• Hot sauce
  • Fresh cilantro
  • Sliced avocado

Note: *This dish provides links to two additional recipes for sauces, the “Vegan Green Chili Queso” and the “Creamy Avocado Cilantro Dressing.” Both are delicious additions to the recipe and are highly recommended; however, they are not included in the budget, recipe or shopping lists. If your budget and time allow for flexibility, I encourage you to check those out as well and plan accordingly.

Recipe No. 2

Israeli Cous Cous Stuffed Eggplant | Cook Time: 1 hour and 30 minutes  

Source: Citnutirionally, by Chelsey | Link to instructions

  • 4 small eggplants, cut in half lengthwise
  • 2 tablespoons extra virgin olive oil, divided
  • 2 cloves garlic, minced
  • ½ yellow onion, chopped
  • 3 tablespoons fresh parsley, chopped, divided
  • ½ cup whole wheat Israeli cous cous, dry
  • ½ cup + 1 tablespoon water
  • 1 ½ cups assorted vegetables, chopped (I used asparagus, peas and bell peppers)
  • 1 cup white cannellini beans or chickpeas


  • ½ teaspoon garlic powder
  • ½ teaspoon turmeric
  • ½ teaspoon oregano
  • ¼ teaspoon ground black pepper
  • Pinch of smoked paprika
  • ¼ teaspoon salt
  • ¼ teaspoon chili powder

Note: The recipe suggests that if you are not particularly fond of eggplant, you can use the same recipe and instead stuff an acorn squash, a bell pepper or any other vegetable that you love…don’t feel restricted to the recipe if you prefer a different palate. Check out the link for more ideas. Also, a cooking note, I used fresh garlic instead of adding garlic powder to the shopping list, since fresh garlic was on the shopping list.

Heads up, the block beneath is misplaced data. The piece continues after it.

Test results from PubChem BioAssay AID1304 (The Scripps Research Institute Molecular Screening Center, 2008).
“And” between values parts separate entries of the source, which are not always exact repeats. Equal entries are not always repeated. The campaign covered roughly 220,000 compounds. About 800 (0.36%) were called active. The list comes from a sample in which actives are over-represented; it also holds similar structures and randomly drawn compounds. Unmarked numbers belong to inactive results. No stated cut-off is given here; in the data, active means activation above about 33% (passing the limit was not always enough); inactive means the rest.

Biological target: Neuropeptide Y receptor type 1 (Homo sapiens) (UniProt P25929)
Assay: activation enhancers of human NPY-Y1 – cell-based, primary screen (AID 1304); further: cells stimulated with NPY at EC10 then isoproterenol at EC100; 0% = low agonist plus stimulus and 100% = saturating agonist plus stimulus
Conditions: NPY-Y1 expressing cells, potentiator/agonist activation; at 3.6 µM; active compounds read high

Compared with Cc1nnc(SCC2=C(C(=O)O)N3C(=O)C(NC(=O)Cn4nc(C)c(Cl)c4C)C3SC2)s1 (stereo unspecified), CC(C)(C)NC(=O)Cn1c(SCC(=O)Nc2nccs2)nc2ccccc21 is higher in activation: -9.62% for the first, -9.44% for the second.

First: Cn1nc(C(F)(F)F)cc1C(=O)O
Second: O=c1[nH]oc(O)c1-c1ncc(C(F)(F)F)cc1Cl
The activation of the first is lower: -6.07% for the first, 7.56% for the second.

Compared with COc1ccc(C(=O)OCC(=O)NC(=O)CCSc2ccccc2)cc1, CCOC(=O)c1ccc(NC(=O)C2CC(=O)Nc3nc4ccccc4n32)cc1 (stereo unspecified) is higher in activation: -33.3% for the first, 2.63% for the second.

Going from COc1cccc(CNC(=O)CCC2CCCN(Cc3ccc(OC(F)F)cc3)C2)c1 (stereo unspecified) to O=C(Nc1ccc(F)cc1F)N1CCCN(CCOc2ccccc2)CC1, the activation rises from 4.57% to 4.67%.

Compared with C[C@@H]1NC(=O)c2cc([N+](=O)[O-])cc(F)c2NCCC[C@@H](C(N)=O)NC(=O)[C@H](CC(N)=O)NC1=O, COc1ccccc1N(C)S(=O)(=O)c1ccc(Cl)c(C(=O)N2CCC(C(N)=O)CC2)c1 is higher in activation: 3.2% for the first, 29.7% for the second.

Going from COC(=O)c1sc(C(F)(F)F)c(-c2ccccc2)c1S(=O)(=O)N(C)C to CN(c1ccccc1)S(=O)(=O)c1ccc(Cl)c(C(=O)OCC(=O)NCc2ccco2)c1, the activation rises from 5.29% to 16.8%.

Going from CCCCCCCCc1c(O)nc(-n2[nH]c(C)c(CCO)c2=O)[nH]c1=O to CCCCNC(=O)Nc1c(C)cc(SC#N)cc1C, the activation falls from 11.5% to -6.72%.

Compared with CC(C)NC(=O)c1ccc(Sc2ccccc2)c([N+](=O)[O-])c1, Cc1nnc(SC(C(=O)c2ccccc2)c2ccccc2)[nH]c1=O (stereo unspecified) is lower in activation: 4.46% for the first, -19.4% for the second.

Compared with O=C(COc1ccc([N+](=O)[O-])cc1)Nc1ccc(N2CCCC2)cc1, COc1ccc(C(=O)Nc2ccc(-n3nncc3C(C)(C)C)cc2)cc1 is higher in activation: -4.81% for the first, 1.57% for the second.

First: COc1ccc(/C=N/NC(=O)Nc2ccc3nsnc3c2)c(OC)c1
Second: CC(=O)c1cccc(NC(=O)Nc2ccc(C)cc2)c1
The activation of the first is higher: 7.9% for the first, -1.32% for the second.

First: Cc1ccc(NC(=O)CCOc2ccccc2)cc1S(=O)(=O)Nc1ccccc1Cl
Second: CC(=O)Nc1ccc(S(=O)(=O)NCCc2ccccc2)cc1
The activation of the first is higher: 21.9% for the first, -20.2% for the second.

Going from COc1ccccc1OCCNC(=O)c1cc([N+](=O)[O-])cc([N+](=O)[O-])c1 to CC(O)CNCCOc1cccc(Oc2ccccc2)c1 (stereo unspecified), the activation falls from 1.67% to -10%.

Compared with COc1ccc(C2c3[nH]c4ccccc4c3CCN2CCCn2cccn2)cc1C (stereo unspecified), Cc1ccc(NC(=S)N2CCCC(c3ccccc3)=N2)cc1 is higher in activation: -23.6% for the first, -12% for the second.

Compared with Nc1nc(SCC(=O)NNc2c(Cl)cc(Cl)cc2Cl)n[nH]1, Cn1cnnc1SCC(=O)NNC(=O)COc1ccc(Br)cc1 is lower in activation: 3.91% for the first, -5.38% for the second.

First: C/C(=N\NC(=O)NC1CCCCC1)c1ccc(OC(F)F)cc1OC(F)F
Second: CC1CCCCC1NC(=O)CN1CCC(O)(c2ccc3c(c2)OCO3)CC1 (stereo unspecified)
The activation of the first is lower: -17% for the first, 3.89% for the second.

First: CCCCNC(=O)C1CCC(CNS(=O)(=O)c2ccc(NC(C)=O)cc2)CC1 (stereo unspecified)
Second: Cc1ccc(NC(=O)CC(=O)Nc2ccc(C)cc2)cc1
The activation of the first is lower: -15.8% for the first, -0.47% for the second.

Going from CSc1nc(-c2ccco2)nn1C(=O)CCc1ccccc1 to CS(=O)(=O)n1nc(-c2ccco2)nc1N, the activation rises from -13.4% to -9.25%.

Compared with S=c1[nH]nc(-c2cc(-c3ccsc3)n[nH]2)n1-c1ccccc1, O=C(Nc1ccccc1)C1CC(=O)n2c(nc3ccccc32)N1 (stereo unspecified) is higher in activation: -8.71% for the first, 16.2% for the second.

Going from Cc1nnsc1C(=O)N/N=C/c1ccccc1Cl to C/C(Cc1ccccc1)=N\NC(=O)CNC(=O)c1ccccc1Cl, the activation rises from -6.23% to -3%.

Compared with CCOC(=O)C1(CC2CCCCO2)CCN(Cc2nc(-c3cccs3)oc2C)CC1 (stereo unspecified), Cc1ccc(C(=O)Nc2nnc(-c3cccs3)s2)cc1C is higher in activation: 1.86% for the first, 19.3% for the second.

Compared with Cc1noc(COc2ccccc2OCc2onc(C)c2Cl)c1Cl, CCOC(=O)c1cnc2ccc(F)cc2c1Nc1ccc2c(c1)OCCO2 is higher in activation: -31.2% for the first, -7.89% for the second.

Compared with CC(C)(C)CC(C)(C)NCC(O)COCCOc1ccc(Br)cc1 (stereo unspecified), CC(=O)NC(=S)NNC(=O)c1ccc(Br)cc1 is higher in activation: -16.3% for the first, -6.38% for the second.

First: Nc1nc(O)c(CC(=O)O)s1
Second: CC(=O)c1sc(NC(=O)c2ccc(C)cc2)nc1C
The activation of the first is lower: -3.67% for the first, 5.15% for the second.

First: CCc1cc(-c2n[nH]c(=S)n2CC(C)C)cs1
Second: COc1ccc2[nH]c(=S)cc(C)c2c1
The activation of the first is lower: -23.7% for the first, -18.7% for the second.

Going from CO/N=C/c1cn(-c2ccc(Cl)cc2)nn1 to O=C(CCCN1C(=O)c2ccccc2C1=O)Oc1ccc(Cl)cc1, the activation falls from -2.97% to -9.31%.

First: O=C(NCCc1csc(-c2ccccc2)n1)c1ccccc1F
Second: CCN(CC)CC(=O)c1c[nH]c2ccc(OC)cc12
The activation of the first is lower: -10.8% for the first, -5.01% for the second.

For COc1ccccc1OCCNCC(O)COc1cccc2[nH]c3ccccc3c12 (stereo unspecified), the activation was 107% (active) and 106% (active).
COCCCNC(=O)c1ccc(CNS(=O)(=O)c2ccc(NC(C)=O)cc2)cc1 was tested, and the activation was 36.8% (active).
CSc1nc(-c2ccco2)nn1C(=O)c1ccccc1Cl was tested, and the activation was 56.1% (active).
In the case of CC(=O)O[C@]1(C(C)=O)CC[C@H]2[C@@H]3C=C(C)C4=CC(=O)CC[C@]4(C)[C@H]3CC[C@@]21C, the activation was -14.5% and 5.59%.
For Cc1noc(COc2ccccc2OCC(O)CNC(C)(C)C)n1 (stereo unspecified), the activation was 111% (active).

Recipe No. 3

Vegan Stuffed Tomatoes | Cook Time: 1 Hour

Source: The Cheating Vegan, adapted from the Everyday Vegetarian | Link to instructions

  • 6 large, ripe tomatoes
  • 1 tablespoon extra virgin olive oil
  • 1 small onion, chopped
  • 3 cloves garlic, minced
  • 1/2 cup pitted kalamata olives, chopped
  • 1/4 cup minced fresh parsley
  • 1/3 cup basmati rice
  • White wine, vegetable broth, or water
  • Kosher salt and freshly ground black pepper

Note: Since recipe 1 called for brown rice, and recipe 3 calls for basmati rice, I decided that brown basmati rice would be the perfect compromise! Most stores will sell brown basmati rice, so I strongly suggest that option! Also, this recipe allows you to choose between white wine, vegetable broth or water…use whichever is most accessible to you, I personally used water.

Recipe No. 4

Soyrizo-Stuffed Mushrooms | Cook Time: 25 minutes

Source: Jackie of Vegan Yack Attack | Link to instructions


  • 1 cup mashed avocado
  • 3 tablespoons diced red onion